While you are feeling so ill-at-ease towards your parents and in their company, this emotion in itself will be effecting your daughter. Our children are more resiliant than you give them credit for. Although I haven't been in your situation and fortunately both sets of grandparents are accepting and supportive, my daughter (now 10) is also as you say. She has always been incredibly intuitive and mature in her outlook. She was depressed at age 5 1/2 because she wasn't learning to read as easily as she thought she would (she is dyslexic) so I do understand what it is like having such a child. Luckily my son is not like that!! You do need to be extremely supportive and protective, but likewise you need to allow these children to experience and learn. By limiting time, relaxing and doing damage control when and where necessary, and by educating your daughter gradually, I think maybe you'll be heading in the right path.
Of course this is only my opinion and the great thing about this forum is that you'll have differing opinions, views and you should hear from ppl who have been in your shoes.
Giftedness is difficult and we have lost friends because of it. We also homeschool now after my eldest spent 2 1/2 years in school. Her confidence and esteem have increased hugely but it is an ongoing process - one as a mother while you need to be aware, you can't be too fragile about it as you're children will pick up on it. And you, as mother is the one person whom they need to feel secure with, around and from.
Unfortunately we can not control how others are towards us (including mum and dad or in-laws) however we can choose to include people who will be our most valuable support system along the very long road of parenting our precious child.
From the day my beautiful children were born I had no one. I moved to new zealand from australia (my mother lives in australia), my husband is a kiwi. From the first day i met my in-laws they did not like me because I had my childrenout of wed lock, I am australian, they prefered my now husbands first wife etc etc I can't fully explain in this email the pain I have and still endure with my in -laws towards me and towards my children.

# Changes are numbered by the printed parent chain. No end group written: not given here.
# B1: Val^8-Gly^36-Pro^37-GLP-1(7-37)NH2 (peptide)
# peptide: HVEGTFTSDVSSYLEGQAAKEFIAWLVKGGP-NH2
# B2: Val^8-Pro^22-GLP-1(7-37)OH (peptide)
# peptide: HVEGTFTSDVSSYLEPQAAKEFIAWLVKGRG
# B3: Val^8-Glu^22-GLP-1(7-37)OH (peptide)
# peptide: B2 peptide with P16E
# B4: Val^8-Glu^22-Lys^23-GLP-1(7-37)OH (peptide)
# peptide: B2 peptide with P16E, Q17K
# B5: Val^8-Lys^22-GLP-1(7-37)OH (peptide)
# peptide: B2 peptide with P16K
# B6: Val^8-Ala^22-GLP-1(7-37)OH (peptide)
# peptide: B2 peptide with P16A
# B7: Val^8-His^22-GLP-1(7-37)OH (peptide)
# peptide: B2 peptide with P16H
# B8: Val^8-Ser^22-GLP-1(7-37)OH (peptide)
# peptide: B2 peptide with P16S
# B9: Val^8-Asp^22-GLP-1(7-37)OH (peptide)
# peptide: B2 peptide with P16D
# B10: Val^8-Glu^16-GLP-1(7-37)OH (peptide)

It has been 10 long homesick years and my mother in law in particular at 71 is still rude, rejecting and neglectful.
I too am an Aussie and have the exactly the same issues as the other Aussie. I have a mother-in-law(although I too am living in sin) that is elderly, very self centred and at the best of times difficult. But what I have realised is that regardless of what I think of her my 3 year daughter loves her. My M-I-L has about 15 grandchilren and about 12 great grand children. My daughter is just another number to her.
It used to hurt me the way my M-I-L was whenever she was around but what I have come to accept is there are all types in this world and perhaps my little girl is stronger in character and able to deal with all types of people as her grandmother can be very abrupt rude and self absorbed. I am careful as to always be in the same room whenever we are at her home. I take my daughter to see her very week for an hour and thats it.
When I expressed my concerns about my daughter spending time with my M-I-L to my sister she replied 'You can't protect her forever' and she was right. Although at the time I didn't agree with her. My sister's in-laws died very young and her children have no paternal grandparents.
There are perhaps issues between you and your mum that need to be addressed first? I don't know. Just trying to read between the lines.
You are obvisously very upset and I really feel for you.
I am very lucky to have family that while they dont always understand the details, are very supportive and can see that following my lead works the best for my daughter. I do feel for you.
I am not going to comment on the choice you need to make BUT say you do need to make one and stick with it. For your sake, and to make sure you dont spend too much time on the computer at 3am in the morning!!!!!!